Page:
Noise cancellation is very good on the Elite 10. It reduces distracting sounds in a wide variety of conditions, but be wary of the language Jabra uses to describe it. You’ll see “up to 2x more noise cancellation with Jabra Advanced ANC” listed on the Elite 10 Amazon description, but that’s not twice as much ANC as other companies’ models or even twice as much as the Elite 7 Pro — it’s relative to Jabra’s own entry-level “standard” ANC, which you’ll find on the Elite 4.
As far as I can tell, the Elite 7 Pro are still a hair more effective at blocking out noise (wind noise too) — probably because the software doesn’t have to deal with the Elite 10’s vented design, which naturally lets more external sounds in. And since the Elite 7 Pro were never the cream of the ANC crop to begin with, that means you’ll get better results from the AirPods Pro and the Bose QuietComfort Earbuds II if absolute silence is what you seek.
It’s a similar story for transparency (or HearThrough in Jabra’s vocabulary). The Elite 10 let lots of sound in and you can tweak the amount in the app. It’s perfect for keeping tabs on possible hazards as you run or walk, and for the occasional conversation. It’s not quite as good for keeping your own voice sounding natural to you — that remains a feat that only Apple has perfected — but I love that you can choose to pause your tunes automatically when you turn it on.
Sporting a set of new 10mm drivers, the Elite 10 are the best Jabra earbuds yet when it comes to sound quality. They produce that classic Jabra sound: full and resonant bass layered with clear and detailed mids and highs, but they do it with more authority and with a wider soundstage than both the Elite 7 Pro and the Elite 85t. It’s a sound signature that seems to be the ideal companion to any genre of music. Jabra has quietly dropped the “MySound” feature from its app, which created a personalized EQ based on your hearing profile, but since it didn’t do much for my enjoyment of the Elite 7 Pro, I’d be surprised if it’s missed.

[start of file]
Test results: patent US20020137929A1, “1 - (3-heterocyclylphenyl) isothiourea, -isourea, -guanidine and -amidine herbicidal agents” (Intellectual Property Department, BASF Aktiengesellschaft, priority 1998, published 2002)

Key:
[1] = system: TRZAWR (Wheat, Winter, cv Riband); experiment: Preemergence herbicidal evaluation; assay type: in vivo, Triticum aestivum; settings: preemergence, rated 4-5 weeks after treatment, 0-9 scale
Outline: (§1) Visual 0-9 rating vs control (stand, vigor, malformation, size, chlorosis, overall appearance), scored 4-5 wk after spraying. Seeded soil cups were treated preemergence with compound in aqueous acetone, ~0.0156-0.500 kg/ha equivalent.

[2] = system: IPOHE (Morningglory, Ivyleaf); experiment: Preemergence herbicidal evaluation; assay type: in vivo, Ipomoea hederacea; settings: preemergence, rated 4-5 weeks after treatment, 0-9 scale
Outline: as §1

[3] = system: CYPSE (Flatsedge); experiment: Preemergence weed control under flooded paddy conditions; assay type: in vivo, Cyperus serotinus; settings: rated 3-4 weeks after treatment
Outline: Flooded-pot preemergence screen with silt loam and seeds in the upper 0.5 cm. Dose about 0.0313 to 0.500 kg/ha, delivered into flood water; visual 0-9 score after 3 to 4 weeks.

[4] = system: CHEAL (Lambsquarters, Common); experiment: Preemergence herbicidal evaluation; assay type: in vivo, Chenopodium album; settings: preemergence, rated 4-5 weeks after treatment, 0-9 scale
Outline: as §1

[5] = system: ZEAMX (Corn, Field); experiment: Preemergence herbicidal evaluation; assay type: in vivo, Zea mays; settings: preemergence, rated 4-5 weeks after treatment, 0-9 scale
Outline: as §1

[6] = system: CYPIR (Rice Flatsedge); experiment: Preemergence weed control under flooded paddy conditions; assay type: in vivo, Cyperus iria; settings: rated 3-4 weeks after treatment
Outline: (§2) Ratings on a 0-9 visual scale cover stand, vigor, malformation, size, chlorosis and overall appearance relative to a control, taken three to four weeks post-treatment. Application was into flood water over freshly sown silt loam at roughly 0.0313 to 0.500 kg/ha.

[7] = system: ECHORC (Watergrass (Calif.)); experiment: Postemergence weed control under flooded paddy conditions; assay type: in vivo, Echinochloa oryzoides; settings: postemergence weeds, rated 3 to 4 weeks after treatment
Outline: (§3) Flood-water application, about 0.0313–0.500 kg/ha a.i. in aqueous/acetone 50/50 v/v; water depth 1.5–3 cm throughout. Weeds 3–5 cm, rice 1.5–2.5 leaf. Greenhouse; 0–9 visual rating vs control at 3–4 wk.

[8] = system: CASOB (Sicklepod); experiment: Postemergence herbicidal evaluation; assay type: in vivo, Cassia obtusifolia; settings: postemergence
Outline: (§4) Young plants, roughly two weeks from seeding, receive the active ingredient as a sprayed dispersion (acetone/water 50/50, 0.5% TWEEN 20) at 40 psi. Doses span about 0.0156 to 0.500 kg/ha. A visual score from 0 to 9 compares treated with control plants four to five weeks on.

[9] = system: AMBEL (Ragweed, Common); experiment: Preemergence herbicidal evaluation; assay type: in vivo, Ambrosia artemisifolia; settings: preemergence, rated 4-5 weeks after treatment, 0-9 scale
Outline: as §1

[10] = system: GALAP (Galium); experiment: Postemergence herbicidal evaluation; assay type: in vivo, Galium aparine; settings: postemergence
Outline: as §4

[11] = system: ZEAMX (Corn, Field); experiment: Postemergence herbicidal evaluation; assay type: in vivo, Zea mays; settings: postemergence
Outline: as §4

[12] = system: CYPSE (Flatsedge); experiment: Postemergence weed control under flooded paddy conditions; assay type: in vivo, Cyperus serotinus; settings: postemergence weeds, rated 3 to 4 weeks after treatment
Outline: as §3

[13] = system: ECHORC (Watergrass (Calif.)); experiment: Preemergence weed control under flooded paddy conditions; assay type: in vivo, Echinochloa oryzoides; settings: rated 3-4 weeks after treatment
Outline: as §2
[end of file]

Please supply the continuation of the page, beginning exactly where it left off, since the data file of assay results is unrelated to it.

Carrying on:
The most notable part of the Elite 10’s listening experience is the addition of Dolby Atmos processing for spatial audio. Like the AirPods Pro, the Elite 10 also have head-tracking sensors that can be used to give spatial audio an extra layer of realism by keeping some elements (like a lead vocalist or an on-screen actor) anchored in space, while the rest of the sound moves as you move your head. Unlike the AirPods Pro, however, the Elite 10’s Dolby processing (with or without the optional head-tracking mode) is available when listening to any audio, from any source, not just audio encoded in the Dolby Atmos format. It’s the same system that LG was first to use on its T90Q wireless earbuds, but Dolby says it’s been improved for the Elite 10.
On paper, that sounds pretty good, especially for fans of the wider and deeper soundstage that spatial audio creates. The Elite 10 should be able to “spatialize” any regular, two-channel audio into 3D sound.
Unfortunately, I just wasn’t impressed by the results. It offers only the slightest alteration of the audio, coming nowhere close to what a true Dolby Atmos-formatted song or movie soundtrack can deliver.